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Nickel and Dimed: On (Not) Getting by in Americaby Barbara Ehrenreich
Synopses & Reviews
Our sharpest and most original social critic goes undercover as an unskilled worker to reveal the dark side of American prosperity.
Millions of Americans work full time, year round, for poverty-level wages. In 1998, Barbara Ehrenreich decided to join them. She was inspired in part by the rhetoric surrounding welfare reform, which promised that a job — any job — can be the ticket to a better life. But how does anyone survive, let alone prosper, on $6 an hour? To find out, Ehrenreich left her home, took the cheapest lodgings she could find, and accepted whatever jobs she was offered. Moving from Florida to Maine to Minnesota, she worked as a waitress, a hotel maid, a cleaning woman, a nursing-home aide, and a Wal-Mart sales clerk. She lived in trailer parks and crumbling residential motels. Very quickly, she discovered that no job is truly unskilled, that even the lowliest occupations require exhausting mental and muscular effort. She also learned that one job is not enough; you need at least two if you int to live indoors.
Nickel and Dimed reveals low-rent America in all its tenacity, anxiety, and surprising generosity — a land of Big Boxes, fast food, and a thousand desperate stratagems for survival. Read it for the smoldering clarity of Ehrenreich's perspective and for a rare view of how prosperity looks from the bottom. You will never see anything — from a motel bathroom to a restaurant meal — in quite the same way again.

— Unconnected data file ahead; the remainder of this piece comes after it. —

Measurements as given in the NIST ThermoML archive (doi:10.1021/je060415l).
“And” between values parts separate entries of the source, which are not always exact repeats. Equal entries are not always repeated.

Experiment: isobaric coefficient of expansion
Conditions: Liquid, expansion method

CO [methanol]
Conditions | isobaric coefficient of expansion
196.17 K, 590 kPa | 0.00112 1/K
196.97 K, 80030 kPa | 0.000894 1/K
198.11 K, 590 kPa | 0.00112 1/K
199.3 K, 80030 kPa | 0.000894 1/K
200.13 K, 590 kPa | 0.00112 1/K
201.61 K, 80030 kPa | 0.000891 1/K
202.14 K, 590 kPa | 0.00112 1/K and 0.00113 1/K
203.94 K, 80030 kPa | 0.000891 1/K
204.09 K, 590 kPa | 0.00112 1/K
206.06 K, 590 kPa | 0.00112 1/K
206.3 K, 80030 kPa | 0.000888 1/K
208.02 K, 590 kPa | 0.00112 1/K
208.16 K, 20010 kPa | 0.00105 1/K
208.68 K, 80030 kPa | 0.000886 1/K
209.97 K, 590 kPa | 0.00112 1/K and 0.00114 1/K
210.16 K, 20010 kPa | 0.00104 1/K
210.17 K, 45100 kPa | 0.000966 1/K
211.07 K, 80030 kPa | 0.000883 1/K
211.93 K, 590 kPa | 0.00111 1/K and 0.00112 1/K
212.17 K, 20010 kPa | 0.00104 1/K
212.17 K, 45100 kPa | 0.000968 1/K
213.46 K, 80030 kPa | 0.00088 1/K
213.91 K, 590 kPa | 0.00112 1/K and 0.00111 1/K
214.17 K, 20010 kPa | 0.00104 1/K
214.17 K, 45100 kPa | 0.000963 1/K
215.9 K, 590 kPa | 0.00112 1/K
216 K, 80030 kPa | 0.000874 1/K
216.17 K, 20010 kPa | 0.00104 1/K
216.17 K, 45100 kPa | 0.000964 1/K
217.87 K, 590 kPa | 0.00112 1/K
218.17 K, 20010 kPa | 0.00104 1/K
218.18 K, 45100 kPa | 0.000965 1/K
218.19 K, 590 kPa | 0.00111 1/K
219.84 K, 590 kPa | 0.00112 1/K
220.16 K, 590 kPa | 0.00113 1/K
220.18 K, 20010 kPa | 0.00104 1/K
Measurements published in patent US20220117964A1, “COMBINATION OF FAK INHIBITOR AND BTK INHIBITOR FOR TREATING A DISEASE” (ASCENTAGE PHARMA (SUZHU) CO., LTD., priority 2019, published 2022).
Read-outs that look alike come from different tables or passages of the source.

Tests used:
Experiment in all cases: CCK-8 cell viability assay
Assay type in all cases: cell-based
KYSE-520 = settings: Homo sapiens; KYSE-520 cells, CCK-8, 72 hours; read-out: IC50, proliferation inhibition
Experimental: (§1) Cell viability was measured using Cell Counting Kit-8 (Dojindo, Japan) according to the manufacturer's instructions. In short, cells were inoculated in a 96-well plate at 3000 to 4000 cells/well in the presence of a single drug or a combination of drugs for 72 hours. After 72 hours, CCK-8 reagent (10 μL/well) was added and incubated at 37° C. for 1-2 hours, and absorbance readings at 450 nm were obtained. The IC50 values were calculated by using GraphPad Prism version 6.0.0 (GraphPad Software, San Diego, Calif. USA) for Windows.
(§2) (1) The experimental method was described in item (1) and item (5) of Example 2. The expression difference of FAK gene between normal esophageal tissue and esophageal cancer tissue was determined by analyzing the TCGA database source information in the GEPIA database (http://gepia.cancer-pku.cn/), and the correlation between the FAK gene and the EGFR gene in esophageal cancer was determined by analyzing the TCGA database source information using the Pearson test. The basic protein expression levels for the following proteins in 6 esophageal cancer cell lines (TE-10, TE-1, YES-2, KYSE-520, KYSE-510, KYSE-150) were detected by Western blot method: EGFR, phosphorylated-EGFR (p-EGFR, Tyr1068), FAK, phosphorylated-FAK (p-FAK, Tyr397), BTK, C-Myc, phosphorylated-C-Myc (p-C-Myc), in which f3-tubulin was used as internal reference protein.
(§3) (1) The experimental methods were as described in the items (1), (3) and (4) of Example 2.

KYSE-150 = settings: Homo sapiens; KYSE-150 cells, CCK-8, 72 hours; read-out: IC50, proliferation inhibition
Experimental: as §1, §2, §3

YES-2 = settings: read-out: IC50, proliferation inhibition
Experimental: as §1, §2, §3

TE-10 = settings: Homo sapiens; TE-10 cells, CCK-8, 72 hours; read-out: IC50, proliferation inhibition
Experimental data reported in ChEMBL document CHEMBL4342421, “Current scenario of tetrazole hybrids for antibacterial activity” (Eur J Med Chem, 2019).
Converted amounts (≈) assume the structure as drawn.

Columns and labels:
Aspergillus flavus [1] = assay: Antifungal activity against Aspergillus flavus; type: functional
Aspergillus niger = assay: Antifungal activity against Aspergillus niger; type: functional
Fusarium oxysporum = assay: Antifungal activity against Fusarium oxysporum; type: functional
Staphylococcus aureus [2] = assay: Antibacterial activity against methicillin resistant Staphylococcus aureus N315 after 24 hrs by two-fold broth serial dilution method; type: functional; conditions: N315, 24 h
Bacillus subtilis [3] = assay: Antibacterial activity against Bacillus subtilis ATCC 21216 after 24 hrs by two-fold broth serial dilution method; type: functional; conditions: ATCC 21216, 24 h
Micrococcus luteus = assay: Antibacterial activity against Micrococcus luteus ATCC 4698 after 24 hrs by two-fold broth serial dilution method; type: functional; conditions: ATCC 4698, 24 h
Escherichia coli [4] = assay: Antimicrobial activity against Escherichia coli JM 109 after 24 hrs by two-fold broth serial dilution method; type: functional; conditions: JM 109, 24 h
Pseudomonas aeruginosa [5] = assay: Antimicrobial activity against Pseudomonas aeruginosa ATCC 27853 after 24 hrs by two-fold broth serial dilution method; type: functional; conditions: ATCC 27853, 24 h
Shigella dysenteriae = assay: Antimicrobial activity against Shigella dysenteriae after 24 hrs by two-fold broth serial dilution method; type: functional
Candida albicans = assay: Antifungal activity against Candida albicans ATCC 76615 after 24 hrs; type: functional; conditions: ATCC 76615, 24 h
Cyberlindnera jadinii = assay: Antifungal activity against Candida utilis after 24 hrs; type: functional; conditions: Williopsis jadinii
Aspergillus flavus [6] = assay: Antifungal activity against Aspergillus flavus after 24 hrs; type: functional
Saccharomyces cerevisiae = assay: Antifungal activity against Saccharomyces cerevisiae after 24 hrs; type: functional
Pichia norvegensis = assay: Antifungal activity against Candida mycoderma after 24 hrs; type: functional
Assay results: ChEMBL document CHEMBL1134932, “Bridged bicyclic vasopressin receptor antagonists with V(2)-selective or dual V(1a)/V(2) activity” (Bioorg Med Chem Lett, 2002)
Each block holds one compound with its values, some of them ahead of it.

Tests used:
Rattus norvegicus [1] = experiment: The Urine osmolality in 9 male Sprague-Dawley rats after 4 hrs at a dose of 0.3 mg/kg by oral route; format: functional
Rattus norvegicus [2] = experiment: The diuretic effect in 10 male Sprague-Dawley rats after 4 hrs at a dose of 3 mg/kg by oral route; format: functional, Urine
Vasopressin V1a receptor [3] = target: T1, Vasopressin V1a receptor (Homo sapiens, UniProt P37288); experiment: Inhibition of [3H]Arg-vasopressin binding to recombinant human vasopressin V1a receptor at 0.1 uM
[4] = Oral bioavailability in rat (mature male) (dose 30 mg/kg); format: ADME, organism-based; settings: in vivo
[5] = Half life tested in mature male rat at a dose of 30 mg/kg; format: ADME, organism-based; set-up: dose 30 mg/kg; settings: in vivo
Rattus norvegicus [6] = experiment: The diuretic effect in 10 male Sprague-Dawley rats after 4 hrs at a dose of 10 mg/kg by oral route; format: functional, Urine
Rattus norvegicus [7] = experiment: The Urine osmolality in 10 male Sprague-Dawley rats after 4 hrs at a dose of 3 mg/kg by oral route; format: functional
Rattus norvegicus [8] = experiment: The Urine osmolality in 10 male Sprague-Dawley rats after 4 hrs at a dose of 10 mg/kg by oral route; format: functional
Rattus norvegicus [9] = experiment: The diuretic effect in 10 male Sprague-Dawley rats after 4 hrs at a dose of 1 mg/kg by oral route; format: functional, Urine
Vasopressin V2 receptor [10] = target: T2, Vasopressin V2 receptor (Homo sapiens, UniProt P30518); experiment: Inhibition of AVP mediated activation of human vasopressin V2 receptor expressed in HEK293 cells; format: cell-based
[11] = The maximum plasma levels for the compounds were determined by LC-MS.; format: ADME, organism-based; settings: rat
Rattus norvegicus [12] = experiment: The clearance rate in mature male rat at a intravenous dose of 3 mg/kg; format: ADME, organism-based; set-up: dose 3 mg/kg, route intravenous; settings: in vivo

The bestselling, landmark work of undercover reportage, now updated
Acclaimed as an instant classic upon publication, Nickel and Dimed has sold more than 1.5 million copies and become a staple of classroom reading. Chosen for one book initiatives across the country, it has fueled nationwide campaigns for a living wage. Funny, poignant, and passionate, this revelatory firsthand account of life in low-wage America the story of Barbara Ehrenreich's attempts to eke out a living while working as a waitress, hotel maid, house cleaner, nursing-home aide, and Wal-Mart associate has become an essential part of the nation's political discourse.
Now, in a new afterword, Ehrenreich shows that the plight of the underpaid has in no way eased: with fewer jobs available, deteriorating work conditions, and no pay increase in sight, Nickel and Dimed is more relevant than ever.
About the Author
Barbara Ehrenreich is the author of fourteen books, including This Land Is Their Landand the New York Times bestsellers Bait and Switch and Fear of Falling. A frequent contributor to Harper’s and The Nation, she has also been a columnist at The New York Times and Time magazine.
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